Excluded children more likely to develop mental health conditions

Children who are excluded are more likely to develop a mental health condition than their peers who stay in mainstream, a leading researcher told the Mental Health in Education conference on Wednesday.

“It won’t surprise anyone that children with mental health conditions, particularly the more disruptive ones – ADHD and conduct disorder – are more likely to be excluded,” said Tamsin Ford (pictured).

“But if you remove those children and start with the children without a mental health condition, those who were excluded in 2004 were more likely to have a mental health condition in 2007.”

The decision to move a pupil to alternative provision should be made for the good of the child and not the school, said Ford, professor of child and adolescent psychiatry at the University of Exeter Medical School.

“Schools have to function, and managing behaviour in school is really hard, but maybe moves to alternative provision should be about meeting children’s needs and not because they’ve had ADHD and they’re being put in a situation they cannot cope with and not being provided with a sufficient remediation period.”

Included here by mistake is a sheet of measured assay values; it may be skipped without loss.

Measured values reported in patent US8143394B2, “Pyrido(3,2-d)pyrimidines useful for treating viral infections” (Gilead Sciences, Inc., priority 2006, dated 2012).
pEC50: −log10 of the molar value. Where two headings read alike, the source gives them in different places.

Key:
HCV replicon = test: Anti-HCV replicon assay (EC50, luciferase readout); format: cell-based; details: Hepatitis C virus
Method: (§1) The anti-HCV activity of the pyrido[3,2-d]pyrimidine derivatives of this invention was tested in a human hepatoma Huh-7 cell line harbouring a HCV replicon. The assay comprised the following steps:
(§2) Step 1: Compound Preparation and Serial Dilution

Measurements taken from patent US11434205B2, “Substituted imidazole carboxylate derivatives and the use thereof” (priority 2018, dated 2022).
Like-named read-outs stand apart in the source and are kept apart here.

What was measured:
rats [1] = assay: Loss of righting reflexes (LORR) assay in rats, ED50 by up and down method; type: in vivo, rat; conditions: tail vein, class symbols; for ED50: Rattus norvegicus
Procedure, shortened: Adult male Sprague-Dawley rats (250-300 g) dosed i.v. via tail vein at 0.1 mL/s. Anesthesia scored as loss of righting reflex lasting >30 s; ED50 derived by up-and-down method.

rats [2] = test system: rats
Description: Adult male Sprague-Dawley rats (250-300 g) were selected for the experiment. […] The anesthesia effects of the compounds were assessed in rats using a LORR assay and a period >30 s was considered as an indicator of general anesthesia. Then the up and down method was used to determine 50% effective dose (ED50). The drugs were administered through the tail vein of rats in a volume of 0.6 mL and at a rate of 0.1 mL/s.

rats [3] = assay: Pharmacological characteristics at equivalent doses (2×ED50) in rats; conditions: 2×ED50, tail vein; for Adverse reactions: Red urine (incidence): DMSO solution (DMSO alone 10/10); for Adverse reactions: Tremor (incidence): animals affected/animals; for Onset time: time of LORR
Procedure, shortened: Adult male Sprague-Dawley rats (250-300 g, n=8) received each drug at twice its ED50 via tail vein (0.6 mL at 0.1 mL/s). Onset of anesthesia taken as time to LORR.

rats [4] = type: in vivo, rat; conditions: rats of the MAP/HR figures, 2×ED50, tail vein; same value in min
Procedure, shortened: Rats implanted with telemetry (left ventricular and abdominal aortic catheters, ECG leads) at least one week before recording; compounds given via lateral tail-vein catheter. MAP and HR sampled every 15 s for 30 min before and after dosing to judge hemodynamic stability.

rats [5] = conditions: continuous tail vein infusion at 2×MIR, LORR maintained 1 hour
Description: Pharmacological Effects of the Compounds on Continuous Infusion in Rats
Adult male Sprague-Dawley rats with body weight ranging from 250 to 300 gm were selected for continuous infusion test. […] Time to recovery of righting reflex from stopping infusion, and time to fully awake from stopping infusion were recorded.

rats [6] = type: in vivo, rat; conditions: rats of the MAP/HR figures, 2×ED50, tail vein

Ford was referring to official exclusions, but her words echo the definition of off-rolling used in the new draft Ofsted framework: “the practice of removing a learner from the provider’s roll without a formal, permanent exclusion or by encouraging a parent to remove their child, when the removal is primarily in the interests of the provider rather than in the best interests of the learner”.

Moves to alternative provision should be about meeting children’s needs

The research looked at 10,000 pupils aged 5-15 over two periods of three years (1999-2002 and 2004-07) and used in-depth multi-informant surveys and interviews.

It also found that children with a mental health disorder were more likely to play truant, particularly those with ADHD, and not all of them received effective treatment, Ford said.

“ADHD responds to various drugs, to treatment, and that costs a lot less than alternative provision, yet only about a third of them are getting into clinics – and clinics have long waiting lists.”

A third survey was done in 2017, and the follow-up research at the three-year mark was originally commissioned to run in 2020, but government funding has stalled. “We have lots of people saying yes, we need to do this, and nobody coming forward with the funding.

“There is some academic work suggesting the outcomes for children and mental health are worse now, and if we had three samples over two decades that were followed up with diagnosis it’s almost a complete dataset and we could actually unpick that.”

Ford was speaking at the Royal Foundation conference at Mercers’ Hall, London, attended by the Duchess of Cambridge.

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  1. Anne Brown

    Good article, but I find the idea that pupils develop mental health conditions after being excluded very strange. They may be diagnosed afterwards, but I’d suggest that the conditions were always there and contributed towards their exclusion.